Graduate entry gives some medical students the edge


Graduate entry into a medical program might confer some benefit in academic performance over undergraduate entry especially for students with a primary degree in health or allied health.

A study from the University of Western Australia compared student performance and progression in school leavers, non-standard entry undergraduates and graduate level entrants to their MBBS program.

School leavers and non-standard entry students entered the first year of the 6-year program while graduate entry students completed a 6-month bridging course before joining the other students in years 3-6.

The study found graduate entry students typically performed better than undergraduates in the early years of their medical degree but the differences were no longer obvious in the final two years of study.

Over years 3-6 of the program the weighted average mark (%) was mostly higher for graduates with a health or allied health background than other graduate entry students or undergraduates.

School leavers and non-standard entry students were more likely to take a leave of absence over their study program than graduate entrants. Non-standard entry students were also more likely to repeat a year than other students.

Graduate entry students had an increased odds of withdrawing from the program compared to schools leavers (OR 2.50) – predominantly driven by non-academic withdrawal such as personal reasons – but not when compared to non-standard entrants.

Overall program completion was 95.1% for graduate entry students, 97.9% for school leaver entrants and 95.9% for non-standard entry students.

Males scored significantly lower than females at every level of the course.

The researchers said better performance of graduate entry students as been attributed to more strategic learning approaches and the additional role of maturity.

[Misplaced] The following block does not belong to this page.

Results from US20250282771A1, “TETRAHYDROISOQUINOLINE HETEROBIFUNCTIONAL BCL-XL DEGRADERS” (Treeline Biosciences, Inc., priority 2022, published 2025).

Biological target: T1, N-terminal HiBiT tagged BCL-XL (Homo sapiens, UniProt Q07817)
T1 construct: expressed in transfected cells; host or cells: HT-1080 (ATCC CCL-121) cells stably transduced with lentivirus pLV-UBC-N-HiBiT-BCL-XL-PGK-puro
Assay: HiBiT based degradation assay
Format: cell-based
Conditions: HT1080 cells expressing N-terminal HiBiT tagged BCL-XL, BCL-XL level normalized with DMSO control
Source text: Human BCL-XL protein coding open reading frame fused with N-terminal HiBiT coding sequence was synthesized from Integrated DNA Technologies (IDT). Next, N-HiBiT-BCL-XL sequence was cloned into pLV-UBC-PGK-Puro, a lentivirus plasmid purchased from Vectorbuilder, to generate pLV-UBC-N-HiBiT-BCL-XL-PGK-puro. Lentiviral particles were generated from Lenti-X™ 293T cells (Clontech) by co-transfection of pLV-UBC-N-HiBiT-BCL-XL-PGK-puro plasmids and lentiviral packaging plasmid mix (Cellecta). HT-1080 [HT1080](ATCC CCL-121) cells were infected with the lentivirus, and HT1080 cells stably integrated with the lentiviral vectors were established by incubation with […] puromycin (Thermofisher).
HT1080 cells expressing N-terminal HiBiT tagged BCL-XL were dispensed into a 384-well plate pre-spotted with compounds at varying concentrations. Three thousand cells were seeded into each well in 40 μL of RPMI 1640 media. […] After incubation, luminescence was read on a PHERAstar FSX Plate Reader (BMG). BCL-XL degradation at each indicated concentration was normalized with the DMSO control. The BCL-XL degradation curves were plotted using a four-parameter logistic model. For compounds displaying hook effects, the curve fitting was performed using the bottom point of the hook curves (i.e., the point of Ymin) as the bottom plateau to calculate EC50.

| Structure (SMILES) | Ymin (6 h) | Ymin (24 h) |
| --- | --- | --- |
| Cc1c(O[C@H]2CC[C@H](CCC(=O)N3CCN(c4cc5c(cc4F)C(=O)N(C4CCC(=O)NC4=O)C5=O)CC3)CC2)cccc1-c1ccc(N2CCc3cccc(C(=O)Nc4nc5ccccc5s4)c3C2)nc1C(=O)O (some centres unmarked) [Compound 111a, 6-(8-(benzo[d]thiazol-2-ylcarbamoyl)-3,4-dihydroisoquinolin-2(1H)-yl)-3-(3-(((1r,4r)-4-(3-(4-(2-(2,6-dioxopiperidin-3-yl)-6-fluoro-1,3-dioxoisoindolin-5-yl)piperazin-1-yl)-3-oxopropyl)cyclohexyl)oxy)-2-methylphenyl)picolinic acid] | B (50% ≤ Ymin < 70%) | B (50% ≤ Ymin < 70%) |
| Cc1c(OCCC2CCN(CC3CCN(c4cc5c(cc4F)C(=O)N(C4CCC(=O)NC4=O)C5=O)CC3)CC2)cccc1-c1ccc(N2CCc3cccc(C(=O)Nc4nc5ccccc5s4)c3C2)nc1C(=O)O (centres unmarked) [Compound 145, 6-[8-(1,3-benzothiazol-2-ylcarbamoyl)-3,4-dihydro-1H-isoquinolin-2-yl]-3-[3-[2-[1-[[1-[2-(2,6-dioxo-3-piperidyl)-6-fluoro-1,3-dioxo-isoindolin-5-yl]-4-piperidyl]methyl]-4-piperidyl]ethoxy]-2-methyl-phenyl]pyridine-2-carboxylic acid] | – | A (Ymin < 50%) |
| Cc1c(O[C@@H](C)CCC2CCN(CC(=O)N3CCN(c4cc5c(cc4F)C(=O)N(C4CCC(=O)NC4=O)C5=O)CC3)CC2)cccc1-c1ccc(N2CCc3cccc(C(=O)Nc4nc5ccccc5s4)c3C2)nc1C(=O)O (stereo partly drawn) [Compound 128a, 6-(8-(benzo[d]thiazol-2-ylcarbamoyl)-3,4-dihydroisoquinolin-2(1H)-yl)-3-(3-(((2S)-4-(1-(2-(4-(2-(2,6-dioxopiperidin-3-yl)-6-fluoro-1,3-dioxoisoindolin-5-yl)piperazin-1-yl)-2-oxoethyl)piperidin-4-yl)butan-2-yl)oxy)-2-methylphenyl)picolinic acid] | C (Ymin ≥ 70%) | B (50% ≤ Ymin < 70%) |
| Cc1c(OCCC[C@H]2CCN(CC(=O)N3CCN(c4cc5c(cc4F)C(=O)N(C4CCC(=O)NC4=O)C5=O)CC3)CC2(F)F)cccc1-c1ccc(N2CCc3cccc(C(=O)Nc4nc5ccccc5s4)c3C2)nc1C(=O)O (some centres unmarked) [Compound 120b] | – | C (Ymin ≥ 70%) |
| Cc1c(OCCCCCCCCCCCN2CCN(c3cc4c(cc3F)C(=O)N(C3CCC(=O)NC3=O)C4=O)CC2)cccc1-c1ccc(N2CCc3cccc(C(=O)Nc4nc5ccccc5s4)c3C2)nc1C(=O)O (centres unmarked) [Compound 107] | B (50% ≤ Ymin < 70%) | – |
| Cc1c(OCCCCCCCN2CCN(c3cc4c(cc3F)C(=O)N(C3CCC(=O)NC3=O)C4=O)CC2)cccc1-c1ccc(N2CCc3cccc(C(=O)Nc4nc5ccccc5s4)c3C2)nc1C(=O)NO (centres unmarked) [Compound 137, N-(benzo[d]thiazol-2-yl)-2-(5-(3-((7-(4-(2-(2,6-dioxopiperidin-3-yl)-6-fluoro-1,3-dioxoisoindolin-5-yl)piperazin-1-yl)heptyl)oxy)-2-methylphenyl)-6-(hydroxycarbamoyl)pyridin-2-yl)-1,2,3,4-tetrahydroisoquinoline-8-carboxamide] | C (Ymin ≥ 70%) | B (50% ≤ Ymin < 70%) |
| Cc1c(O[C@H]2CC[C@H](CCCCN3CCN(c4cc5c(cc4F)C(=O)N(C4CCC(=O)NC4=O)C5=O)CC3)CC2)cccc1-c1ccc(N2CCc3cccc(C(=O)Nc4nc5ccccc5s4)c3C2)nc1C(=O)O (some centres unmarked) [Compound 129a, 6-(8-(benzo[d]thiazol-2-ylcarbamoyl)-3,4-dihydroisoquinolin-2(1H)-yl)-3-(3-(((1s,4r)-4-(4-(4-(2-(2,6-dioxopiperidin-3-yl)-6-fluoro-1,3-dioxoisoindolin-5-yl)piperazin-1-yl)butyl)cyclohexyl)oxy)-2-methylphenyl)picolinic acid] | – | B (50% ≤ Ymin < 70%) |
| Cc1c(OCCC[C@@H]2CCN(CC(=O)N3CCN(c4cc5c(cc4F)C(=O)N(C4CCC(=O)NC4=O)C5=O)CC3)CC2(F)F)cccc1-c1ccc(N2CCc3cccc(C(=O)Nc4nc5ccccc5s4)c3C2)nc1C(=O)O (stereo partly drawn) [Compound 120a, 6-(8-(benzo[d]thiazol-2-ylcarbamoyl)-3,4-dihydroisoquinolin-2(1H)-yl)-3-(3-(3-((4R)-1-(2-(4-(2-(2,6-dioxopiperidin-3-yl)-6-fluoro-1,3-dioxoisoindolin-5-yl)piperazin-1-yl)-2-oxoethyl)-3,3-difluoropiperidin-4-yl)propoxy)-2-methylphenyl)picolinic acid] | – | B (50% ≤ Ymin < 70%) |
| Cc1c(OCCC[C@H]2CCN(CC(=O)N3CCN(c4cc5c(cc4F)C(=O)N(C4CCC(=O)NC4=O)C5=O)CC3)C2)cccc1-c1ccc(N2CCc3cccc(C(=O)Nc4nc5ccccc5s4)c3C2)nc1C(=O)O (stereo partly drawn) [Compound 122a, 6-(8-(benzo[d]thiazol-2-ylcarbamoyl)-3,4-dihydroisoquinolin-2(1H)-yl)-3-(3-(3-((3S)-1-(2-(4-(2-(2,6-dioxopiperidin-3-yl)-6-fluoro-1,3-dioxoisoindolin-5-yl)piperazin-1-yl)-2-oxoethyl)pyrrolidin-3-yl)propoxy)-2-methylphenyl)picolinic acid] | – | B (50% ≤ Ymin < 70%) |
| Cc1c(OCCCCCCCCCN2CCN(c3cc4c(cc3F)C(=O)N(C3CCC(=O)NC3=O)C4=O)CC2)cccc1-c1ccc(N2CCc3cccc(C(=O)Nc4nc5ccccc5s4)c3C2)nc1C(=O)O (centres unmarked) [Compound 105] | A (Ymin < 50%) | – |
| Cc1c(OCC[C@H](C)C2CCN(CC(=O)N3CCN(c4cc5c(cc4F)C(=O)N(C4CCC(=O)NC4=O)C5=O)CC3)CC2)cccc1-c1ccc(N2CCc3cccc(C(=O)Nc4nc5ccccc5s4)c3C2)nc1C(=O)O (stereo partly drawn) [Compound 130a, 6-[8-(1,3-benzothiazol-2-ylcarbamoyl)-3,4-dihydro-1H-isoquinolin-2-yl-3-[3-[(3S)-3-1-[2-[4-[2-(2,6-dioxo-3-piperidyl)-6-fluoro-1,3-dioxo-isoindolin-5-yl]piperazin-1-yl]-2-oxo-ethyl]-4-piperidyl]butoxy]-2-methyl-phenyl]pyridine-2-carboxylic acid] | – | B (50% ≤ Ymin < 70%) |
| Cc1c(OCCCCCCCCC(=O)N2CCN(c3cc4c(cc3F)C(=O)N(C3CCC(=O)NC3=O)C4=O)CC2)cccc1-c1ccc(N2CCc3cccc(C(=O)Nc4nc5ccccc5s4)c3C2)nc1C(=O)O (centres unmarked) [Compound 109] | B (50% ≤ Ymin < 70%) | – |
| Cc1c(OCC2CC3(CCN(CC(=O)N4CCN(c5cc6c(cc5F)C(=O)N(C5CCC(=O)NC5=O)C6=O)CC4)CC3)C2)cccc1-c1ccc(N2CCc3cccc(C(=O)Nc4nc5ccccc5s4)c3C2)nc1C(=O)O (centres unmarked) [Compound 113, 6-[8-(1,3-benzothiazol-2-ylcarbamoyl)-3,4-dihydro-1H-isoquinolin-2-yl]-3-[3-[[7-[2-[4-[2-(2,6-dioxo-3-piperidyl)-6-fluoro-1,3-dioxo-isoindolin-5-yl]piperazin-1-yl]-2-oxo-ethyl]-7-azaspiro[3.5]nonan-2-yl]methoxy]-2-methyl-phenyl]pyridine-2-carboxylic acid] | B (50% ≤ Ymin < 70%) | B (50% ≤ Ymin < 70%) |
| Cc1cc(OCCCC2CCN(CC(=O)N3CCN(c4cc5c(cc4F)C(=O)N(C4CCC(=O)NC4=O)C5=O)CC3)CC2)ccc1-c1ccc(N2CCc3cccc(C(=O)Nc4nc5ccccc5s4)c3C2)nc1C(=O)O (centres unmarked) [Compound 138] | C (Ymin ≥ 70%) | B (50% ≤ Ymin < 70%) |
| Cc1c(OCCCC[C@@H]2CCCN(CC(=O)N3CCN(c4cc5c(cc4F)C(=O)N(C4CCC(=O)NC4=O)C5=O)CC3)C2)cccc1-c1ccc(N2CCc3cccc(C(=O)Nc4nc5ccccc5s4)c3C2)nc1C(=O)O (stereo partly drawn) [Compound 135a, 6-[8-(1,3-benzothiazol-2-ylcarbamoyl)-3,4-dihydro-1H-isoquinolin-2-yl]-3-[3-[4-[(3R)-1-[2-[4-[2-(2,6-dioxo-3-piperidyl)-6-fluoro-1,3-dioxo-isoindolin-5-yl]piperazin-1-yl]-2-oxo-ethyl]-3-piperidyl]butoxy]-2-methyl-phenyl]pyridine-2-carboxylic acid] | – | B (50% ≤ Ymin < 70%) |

“Higher academic performance by students with health professional backgrounds has been variously attributed to familiarity with medical knowledge and prior experience in the clinical setting,” they wrote in BMC Medical Education.

However the differences in academic performance between the groups were all relatively small in a high-achieving cohort.

“In the long term, the more important outcome is whether graduate entry students perform better than undergraduate entry students once they are in the medical workforce and this should be the focus of any future comparative studies.”

They said there was some evidence that academic performance throughout medical school was reflected in junior doctor performance.

Co-author Professor Sandra Carr, from the Division of Health Professions Education at UWA told the limbic that this type of study was important to help confirm that selection processes for medicine programs across the country were about right.

“About 15 years ago there was a shift towards graduate entry programs because we only had undergraduate programs. This was an attempt to widen participation from people with different backgrounds and give them more opportunity to come into medicine.”

“We do want our cohorts to be fairly representative of the communities they are going to serve so we want males and females, people from inner city and outer urban, people from the country and rural and remote areas to be training, and people from different cultural backgrounds as well.”

“I don’t have a sense that the marketplace will change from what it is now where we have about 50% undergraduate and 50% graduate entry programs,” she said.

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